4.13: Covalently Linked Protein Regulators
Proteins can undergo many types of post-translational modifications, often in response to changes in their environment. These modifications play an important role in the function and stability of these proteins. Covalently linked molecules include functional groups, such as methyl, acetyl, and phosphate groups, and also small proteins, such as ubiquitin. There are around 200 different types of covalent regulators that have been identified.
These groups modify specific amino acids in a protein. Phosphate groups can only be covalently attached to the amino acids serine, threonine, and tyrosine, whereas methyl and acetyl groups can only be linked to lysine. These groups are added to and removed from a protein by an enzyme or pair of enzymes. For example, an acetyltransferase adds an acetyl group to a protein, and a deacetylase can remove it. Each of these modifiers can have different effects on the protein to which it is attached depending on the number and location of the modifications. When a single ubiquitin molecule is covalently linked to a certain cell surface receptor, this protein is targeted for endocytosis; on the other hand, when multiple ubiquitins linked together are attached to this protein, it is marked as a target for proteolytic degradation.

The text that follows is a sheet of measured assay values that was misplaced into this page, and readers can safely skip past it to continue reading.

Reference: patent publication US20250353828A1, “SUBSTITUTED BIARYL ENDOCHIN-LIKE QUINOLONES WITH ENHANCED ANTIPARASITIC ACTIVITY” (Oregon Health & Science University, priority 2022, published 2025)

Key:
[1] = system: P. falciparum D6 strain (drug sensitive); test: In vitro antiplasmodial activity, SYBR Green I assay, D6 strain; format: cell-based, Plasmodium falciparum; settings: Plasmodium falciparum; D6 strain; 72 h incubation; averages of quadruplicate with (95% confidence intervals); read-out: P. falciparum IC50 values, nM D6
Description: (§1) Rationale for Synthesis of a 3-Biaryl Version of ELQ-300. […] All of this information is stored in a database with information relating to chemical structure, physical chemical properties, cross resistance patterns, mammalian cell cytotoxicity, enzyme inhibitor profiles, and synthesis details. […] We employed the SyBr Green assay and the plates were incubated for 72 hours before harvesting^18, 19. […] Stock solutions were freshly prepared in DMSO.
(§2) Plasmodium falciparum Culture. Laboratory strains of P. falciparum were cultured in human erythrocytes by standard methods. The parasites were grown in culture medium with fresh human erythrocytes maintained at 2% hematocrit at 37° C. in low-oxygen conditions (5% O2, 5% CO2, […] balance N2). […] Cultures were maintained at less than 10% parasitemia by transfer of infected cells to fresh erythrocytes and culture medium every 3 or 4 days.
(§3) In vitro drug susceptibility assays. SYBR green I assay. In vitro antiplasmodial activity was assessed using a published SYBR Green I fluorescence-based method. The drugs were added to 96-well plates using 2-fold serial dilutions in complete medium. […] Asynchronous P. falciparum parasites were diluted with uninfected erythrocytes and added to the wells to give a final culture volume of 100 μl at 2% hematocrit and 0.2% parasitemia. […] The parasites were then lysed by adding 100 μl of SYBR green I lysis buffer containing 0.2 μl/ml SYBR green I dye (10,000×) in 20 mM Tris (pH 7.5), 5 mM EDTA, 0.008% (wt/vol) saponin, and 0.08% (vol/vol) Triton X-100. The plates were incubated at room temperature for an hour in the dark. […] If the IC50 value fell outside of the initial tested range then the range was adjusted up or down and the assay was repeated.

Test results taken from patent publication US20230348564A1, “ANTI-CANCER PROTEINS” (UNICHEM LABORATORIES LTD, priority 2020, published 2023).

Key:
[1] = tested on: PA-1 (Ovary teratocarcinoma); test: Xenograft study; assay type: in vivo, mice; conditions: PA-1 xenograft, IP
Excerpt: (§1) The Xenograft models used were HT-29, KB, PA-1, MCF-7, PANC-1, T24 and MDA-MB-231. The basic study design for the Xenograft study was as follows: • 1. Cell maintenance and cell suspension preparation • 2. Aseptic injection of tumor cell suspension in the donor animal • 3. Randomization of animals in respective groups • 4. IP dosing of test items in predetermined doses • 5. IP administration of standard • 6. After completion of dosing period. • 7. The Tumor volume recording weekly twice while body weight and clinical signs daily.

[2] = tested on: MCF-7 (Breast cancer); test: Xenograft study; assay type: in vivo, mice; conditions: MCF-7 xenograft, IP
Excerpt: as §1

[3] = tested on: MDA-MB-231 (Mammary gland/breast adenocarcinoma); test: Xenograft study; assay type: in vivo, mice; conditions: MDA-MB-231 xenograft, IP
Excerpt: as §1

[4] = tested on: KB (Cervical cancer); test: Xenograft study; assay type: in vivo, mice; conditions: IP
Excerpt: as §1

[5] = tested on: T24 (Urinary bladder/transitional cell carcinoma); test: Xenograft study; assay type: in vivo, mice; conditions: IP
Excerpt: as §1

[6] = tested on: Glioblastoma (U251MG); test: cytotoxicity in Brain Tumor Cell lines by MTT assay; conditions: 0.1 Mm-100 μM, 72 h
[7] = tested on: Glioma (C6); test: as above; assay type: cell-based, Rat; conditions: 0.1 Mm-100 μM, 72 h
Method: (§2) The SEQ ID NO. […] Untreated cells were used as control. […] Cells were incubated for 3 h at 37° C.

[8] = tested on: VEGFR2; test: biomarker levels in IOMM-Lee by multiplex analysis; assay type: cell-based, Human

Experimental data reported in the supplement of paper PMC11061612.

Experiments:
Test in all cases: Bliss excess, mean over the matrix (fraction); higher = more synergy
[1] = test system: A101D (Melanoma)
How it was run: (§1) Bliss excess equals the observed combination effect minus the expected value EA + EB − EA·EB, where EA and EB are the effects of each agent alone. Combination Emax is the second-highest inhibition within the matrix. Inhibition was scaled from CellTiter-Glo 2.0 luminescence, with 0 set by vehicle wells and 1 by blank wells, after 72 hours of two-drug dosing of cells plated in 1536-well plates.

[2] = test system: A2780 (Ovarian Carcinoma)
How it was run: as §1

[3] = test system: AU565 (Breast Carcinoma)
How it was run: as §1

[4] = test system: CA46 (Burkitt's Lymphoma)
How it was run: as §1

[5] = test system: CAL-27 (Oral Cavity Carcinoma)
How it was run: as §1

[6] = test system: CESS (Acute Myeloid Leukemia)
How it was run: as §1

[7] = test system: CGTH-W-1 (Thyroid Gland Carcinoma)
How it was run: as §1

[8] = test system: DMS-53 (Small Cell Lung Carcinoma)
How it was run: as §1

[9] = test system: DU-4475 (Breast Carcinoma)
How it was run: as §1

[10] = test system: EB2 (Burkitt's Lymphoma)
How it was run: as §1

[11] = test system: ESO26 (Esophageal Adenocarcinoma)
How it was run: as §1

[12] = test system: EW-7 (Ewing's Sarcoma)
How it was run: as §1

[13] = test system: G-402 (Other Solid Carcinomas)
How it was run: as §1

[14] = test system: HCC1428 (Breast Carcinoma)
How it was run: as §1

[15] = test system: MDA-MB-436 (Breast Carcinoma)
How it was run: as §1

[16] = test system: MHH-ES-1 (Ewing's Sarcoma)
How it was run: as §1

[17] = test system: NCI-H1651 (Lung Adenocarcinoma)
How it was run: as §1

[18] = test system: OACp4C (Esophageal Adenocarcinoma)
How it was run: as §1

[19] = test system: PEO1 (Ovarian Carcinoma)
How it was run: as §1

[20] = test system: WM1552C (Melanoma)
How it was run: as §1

A single protein can undergo multiple modifications simultaneously to control its function. One well-known example of a protein regulated by multiple covalent modifications is the tumor-suppressor protein, p53. p53 undergoes a variety of modifications in response to various types of stress, including radiation and carcinogens. Some modifications include phosphorylation, acetylation, and sumoylation in response to UV and gamma radiations. The sites and types of modifications can vary depending on the stressor. Studies have shown that UV and gamma radiation can result in the phosphorylation of serine 33, but serine 392 can be phosphorylated when exposed to UV but not gamma radiation. Other kinds of stress, such as exposure to hypoxia, anti‐metabolites, and actinomycin D, can result in the acetylation of p53. The modifications can also vary between different cell types and organisms.